Antoinette Cosway is a beautiful, exoctic creole. She catches the eye of an Englishman, and their passion for each other is powerful. They need each other for financial reasons as well. She must have a husband to claim her wealth, while he, as the second son, cannot claim his family fortune at all. The erotic feelings that the couple expresses for each other is only fleeting. Antoinette becomes "too much" for the 19th century English gentleman, who has been raised in a society that with holds passion.Eventually, quickly, he becomes disgusted with his young wife's need for exhuberant, physical attention. Anntoinette becomes desperate to experience the passion that her young husband had initially, openly and happily lavished on her. Once an errupting volcano, their relationship becomes implosive. The young man, who becomes intolerant of Anoinette, desperately avoids her. She becomes hysterical because as his wife, she has no control of anything in her life: love, ,sexual attention, money, or home. The English husband learns of an opportunity to return to England, and since Antoinette is his wife, he plans to take her with him. But she would never fit in the oppressive English landscape, so he has her declared insane, and takes her home to Thornfield, realizing he will never marry again as long as she lives. She is locked in a remote wing of his gothic mansion on the moors of England, and is lost to the world until she re-emerges as Bertha Mason in Charlotte Bronte's Jane Eyre. Beautifully written, Wide Sargasso Sea, was Jean Rhys's answer to a question many Jane Eyre readers have had. Who was the mad woman? Some of the questions I had also were answered. Who else would Mr. Rochester want but a young, pure thing who would adore him and revere him. Jane asked only for his spoken word never any passion. Jane was accustomed to dishonest and confusing relationships while she lived at the orphanage and her aunt's home as a child. When she arrived at Thornfield, Mr. Rochester was exactly what she would fall for: a man who possibly could rescue her, but who also would be dishonest and confusing. Jane Eyre is great literature as is Wide Sargasso Sea, but neither story has characters who are capable of good relationships. The film version is equally well done.
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am 23. August 1998
Jean Rhys captures the feeling of what living in the West Indies is like, the heat, the lushness of colors, the earthiness of the people, both black and white, the social strata surrounding the master/servant relationship as it occurs in the West Indies at the time the book is written, the mid 1800's, and contrasts this with England, portraying England as a cold, hard, cynical place, a place where Antoinette, the West Indian girl is as out of place as Edward, the English gentlemen who marries her for her money, is out of place is the West Indies. Antoinette is looking desperately to Edward to provide her all the love and acceptance she missed out on in her childhood, and although denied this love, Antoinettes understanding of it is in the West Indian way, emotionally, colorful, passionate, even vulgar, but always full of life. Edward is from England his understanding of life and love is English, cold, analytical, proper and reserved. Even without Antoinettes history of emotional/mental illness, the two cultures and two people are so different it is only a short time before they collide, initially to Antoinettes misfortune, but ultimately in a final irony, to Edwards. Very interesting book, contrasting the way the atmosphere of the West Indies, and later on of England influence and explain the inner workings of the characters minds. Antoinette and Edward are not really ever portrayed as either simply mad/crazy in the former case or cold/evil in the later, but as two people with no understanding of the other and no potential for any communication whatsoever, each locked in his or her own world. Ultimately this leads to the destruction of Antoinette, and the revenge this leads her to. Very insightful book, using the characters own words to describe the actions.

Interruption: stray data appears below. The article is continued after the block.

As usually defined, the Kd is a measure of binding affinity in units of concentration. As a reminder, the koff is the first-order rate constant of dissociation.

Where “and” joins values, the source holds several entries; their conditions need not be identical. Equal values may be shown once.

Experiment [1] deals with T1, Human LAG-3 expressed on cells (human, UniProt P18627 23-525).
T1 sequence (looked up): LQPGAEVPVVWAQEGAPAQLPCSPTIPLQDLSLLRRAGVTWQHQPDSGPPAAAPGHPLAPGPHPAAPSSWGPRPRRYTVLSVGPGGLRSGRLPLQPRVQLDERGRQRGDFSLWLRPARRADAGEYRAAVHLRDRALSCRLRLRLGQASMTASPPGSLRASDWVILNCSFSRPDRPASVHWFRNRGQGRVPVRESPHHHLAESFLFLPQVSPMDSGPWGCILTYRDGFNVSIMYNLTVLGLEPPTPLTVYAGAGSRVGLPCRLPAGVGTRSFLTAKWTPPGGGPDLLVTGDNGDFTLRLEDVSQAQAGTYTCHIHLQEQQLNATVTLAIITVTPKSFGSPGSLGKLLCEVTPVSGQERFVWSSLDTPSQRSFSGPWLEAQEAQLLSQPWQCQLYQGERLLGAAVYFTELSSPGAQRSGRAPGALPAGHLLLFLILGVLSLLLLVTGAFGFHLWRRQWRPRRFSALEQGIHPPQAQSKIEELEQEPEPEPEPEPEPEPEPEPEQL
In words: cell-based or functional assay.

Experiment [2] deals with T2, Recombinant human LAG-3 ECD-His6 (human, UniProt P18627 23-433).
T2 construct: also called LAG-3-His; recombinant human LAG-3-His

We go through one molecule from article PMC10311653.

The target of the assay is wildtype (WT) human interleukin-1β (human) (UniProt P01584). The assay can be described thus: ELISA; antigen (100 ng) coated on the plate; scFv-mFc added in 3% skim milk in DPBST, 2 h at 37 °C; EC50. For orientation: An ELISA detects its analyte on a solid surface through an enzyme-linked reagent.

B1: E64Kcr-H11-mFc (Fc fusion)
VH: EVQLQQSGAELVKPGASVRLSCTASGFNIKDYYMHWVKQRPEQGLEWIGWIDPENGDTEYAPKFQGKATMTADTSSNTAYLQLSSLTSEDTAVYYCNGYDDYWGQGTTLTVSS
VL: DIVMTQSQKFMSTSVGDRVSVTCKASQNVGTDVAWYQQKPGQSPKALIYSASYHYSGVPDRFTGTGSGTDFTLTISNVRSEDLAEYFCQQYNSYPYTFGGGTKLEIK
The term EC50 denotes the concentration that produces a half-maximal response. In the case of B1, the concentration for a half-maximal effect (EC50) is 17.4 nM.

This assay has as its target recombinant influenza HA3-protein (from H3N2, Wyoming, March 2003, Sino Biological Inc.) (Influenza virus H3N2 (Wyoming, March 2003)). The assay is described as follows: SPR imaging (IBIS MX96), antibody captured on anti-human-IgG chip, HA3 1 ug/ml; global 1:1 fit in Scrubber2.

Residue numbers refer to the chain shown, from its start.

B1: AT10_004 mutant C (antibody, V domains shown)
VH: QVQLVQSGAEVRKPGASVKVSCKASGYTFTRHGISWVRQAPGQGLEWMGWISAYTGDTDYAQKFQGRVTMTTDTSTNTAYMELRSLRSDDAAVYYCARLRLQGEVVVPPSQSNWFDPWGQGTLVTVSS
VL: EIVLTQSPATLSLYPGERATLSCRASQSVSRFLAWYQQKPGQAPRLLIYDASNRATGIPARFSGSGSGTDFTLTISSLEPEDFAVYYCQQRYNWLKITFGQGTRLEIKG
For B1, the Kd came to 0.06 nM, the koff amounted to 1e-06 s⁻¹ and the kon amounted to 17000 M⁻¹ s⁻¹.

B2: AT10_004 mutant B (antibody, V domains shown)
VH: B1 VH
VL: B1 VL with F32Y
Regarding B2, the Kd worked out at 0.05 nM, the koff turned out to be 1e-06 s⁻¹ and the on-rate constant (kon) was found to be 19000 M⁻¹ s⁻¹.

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am 24. Januar 1999
Jean Rhys may be one of the greatest underrated writers of the century. Wide Sargasso Sea is her masterpiece. In a short 140 pages, Rhys creates a multi-layered story that deserves a few re-readings in order to fully appreciate it's scope.
It's not "anti"-Jane Eyre, it is an exploration of that theme Bronte created but never examined- the madwoman in the attic. Rochester is not "evil"- he is a confused, weak man who blindly follows the values of his society (money, emotional repression), and is in fact portrayed to be a victim of them. That is what makes this story a tragedy; the oppressors are not hellions, they are simply ignorant and arrogant.
There are so many themes in this book it is impossible to touch upon them all; men & women, slaves & slave-owners, rich & poor, industrial & rural, the known & the unknown, the conqueror & the colony.
The first part is narrated by Antoinette Cosway, her memories of growing up in post-Emancipation Jamaica. It is written as though we have direct access to her thoughts, or she telling us her memories verbaly. The prose is rythmic, not static. The second section is mostly narrated by Rochester, his voice is a little more restrained, he is prissy and frustrated and confused as he describes their marriage and life in the Islands. Sometimes Anointette (whom Rochester has re-named Bertha) breaks his narrative and we are shown her own growing frustration and desperation. The last section brings the story to England- a few paragraphs are given to Grace Poole, then it is Antointette's now "mad" voice as she is locked in the attic.
Reading Jane Eyre is obviously good preparation for this book, but if one knows the basic plot (say, have seen a movie version) that is good enough to appreciated WSS. Afterall, it is really the plot points and characters, as well as some imagery, that this "prequeal" picks up; it's themes stand on their own, as does Rhys's magnificant prose.